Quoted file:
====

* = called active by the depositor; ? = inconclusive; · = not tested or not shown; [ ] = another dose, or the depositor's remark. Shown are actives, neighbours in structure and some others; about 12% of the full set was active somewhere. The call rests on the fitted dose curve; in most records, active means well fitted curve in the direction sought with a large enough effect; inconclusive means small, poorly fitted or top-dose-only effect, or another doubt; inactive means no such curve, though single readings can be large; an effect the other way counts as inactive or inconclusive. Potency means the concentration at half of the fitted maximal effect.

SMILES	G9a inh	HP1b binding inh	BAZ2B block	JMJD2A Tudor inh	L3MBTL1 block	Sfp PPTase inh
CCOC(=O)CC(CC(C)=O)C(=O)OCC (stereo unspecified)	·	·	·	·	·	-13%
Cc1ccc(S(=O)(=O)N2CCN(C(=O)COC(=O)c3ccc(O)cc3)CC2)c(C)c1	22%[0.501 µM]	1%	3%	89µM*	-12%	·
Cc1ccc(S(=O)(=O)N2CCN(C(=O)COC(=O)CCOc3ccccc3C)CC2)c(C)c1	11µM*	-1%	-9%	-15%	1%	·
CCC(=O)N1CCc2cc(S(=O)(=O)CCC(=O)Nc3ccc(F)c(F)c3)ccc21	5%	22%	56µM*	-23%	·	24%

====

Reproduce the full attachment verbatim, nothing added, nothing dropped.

* = called active by the depositor; ? = inconclusive; · = not tested or not shown; [ ] = another dose, or the depositor's remark. Shown are actives, neighbours in structure and some others; about 12% of the full set was active somewhere. The call rests on the fitted dose curve; in most records, active means well fitted curve in the direction sought with a large enough effect; inconclusive means small, poorly fitted or top-dose-only effect, or another doubt; inactive means no such curve, though single readings can be large; an effect the other way counts as inactive or inconclusive. Potency means the concentration at half of the fitted maximal effect.

SMILES	G9a inh	HP1b binding inh	BAZ2B block	JMJD2A Tudor inh	L3MBTL1 block	Sfp PPTase inh
CCOC(=O)CC(CC(C)=O)C(=O)OCC (stereo unspecified)	·	·	·	·	·	-13%
Cc1ccc(S(=O)(=O)N2CCN(C(=O)COC(=O)c3ccc(O)cc3)CC2)c(C)c1	22%[0.501 µM]	1%	3%	89µM*	-12%	·
Cc1ccc(S(=O)(=O)N2CCN(C(=O)COC(=O)CCOc3ccccc3C)CC2)c(C)c1	11µM*	-1%	-9%	-15%	1%	·
CCC(=O)N1CCc2cc(S(=O)(=O)CCC(=O)Nc3ccc(F)c(F)c3)ccc21	5%	22%	56µM*	-23%	·	24%